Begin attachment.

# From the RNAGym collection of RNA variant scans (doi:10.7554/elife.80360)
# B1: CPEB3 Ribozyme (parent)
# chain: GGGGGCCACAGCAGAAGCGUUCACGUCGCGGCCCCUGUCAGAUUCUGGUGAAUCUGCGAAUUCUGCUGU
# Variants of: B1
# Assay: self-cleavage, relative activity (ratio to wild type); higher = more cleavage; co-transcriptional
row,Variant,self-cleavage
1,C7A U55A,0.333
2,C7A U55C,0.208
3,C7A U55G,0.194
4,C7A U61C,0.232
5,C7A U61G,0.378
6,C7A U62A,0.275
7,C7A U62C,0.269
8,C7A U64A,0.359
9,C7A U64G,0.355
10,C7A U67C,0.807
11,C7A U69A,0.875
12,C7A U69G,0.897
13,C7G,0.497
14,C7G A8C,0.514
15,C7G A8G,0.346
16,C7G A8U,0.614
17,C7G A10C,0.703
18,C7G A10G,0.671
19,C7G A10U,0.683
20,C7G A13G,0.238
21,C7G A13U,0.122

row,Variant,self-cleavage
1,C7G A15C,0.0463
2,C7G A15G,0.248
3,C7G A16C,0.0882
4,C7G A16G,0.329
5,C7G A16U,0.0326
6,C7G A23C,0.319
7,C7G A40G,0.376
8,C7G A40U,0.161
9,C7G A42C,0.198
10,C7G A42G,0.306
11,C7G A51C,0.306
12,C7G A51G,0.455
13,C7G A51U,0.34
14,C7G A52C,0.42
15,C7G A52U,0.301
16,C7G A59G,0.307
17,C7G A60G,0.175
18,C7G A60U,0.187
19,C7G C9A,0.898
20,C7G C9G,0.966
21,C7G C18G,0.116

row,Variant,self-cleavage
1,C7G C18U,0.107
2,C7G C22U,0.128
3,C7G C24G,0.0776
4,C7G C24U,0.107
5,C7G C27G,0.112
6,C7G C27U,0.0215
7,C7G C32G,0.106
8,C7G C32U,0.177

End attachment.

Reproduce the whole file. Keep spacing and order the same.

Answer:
# From the RNAGym collection of RNA variant scans (doi:10.7554/elife.80360)
# B1: CPEB3 Ribozyme (parent)
# chain: GGGGGCCACAGCAGAAGCGUUCACGUCGCGGCCCCUGUCAGAUUCUGGUGAAUCUGCGAAUUCUGCUGU
# Variants of: B1
# Assay: self-cleavage, relative activity (ratio to wild type); higher = more cleavage; co-transcriptional
row,Variant,self-cleavage
1,C7A U55A,0.333
2,C7A U55C,0.208
3,C7A U55G,0.194
4,C7A U61C,0.232
5,C7A U61G,0.378
6,C7A U62A,0.275
7,C7A U62C,0.269
8,C7A U64A,0.359
9,C7A U64G,0.355
10,C7A U67C,0.807
11,C7A U69A,0.875
12,C7A U69G,0.897
13,C7G,0.497
14,C7G A8C,0.514
15,C7G A8G,0.346
16,C7G A8U,0.614
17,C7G A10C,0.703
18,C7G A10G,0.671
19,C7G A10U,0.683
20,C7G A13G,0.238
21,C7G A13U,0.122

row,Variant,self-cleavage
1,C7G A15C,0.0463
2,C7G A15G,0.248
3,C7G A16C,0.0882
4,C7G A16G,0.329
5,C7G A16U,0.0326
6,C7G A23C,0.319
7,C7G A40G,0.376
8,C7G A40U,0.161
9,C7G A42C,0.198
10,C7G A42G,0.306
11,C7G A51C,0.306
12,C7G A51G,0.455
13,C7G A51U,0.34
14,C7G A52C,0.42
15,C7G A52U,0.301
16,C7G A59G,0.307
17,C7G A60G,0.175
18,C7G A60U,0.187
19,C7G C9A,0.898
20,C7G C9G,0.966
21,C7G C18G,0.116

row,Variant,self-cleavage
1,C7G C18U,0.107
2,C7G C22U,0.128
3,C7G C24G,0.0776
4,C7G C24U,0.107
5,C7G C27G,0.112
6,C7G C27U,0.0215
7,C7G C32G,0.106
8,C7G C32U,0.177